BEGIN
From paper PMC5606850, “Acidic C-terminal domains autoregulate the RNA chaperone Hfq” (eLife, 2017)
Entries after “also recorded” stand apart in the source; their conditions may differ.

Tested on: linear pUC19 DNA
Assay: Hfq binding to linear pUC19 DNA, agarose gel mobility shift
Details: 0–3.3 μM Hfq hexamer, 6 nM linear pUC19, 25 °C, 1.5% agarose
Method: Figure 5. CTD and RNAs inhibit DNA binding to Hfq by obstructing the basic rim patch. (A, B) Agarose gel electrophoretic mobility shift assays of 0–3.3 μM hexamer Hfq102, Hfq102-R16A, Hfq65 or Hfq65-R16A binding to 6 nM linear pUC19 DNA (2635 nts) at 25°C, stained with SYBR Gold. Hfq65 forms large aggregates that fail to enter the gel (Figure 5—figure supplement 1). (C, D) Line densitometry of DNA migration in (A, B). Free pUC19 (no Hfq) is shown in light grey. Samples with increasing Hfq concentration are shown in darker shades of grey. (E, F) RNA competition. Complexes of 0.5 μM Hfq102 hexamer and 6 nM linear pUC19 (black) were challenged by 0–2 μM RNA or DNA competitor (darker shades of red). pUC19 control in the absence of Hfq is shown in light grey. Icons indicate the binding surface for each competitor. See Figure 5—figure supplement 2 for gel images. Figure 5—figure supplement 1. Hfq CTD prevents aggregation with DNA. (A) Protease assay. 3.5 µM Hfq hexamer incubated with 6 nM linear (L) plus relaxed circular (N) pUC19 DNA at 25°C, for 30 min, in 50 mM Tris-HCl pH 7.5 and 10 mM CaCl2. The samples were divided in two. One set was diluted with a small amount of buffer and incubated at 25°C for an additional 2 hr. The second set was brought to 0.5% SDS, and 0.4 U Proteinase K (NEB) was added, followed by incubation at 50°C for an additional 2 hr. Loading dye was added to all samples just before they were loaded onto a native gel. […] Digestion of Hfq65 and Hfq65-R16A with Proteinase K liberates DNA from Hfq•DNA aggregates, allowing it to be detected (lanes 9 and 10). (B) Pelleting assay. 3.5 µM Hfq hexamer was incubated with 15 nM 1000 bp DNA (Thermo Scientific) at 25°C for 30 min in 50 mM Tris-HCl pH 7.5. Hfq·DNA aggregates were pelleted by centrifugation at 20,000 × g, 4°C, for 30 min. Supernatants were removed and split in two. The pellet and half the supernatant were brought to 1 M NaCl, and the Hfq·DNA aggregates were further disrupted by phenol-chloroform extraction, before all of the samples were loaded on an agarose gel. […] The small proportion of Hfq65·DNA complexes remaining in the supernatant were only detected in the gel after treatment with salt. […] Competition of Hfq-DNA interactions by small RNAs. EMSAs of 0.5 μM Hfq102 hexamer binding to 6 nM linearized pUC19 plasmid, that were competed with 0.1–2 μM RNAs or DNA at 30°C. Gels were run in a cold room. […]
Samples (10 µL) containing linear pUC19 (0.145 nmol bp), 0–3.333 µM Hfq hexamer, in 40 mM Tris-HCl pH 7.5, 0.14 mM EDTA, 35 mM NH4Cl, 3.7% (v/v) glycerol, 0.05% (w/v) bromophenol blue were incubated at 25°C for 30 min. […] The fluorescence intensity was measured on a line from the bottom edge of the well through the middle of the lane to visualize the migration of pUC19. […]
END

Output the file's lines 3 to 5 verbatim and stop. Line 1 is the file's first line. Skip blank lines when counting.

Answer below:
Tested on: linear pUC19 DNA
Assay: Hfq binding to linear pUC19 DNA, agarose gel mobility shift
Details: 0–3.3 μM Hfq hexamer, 6 nM linear pUC19, 25 °C, 1.5% agarose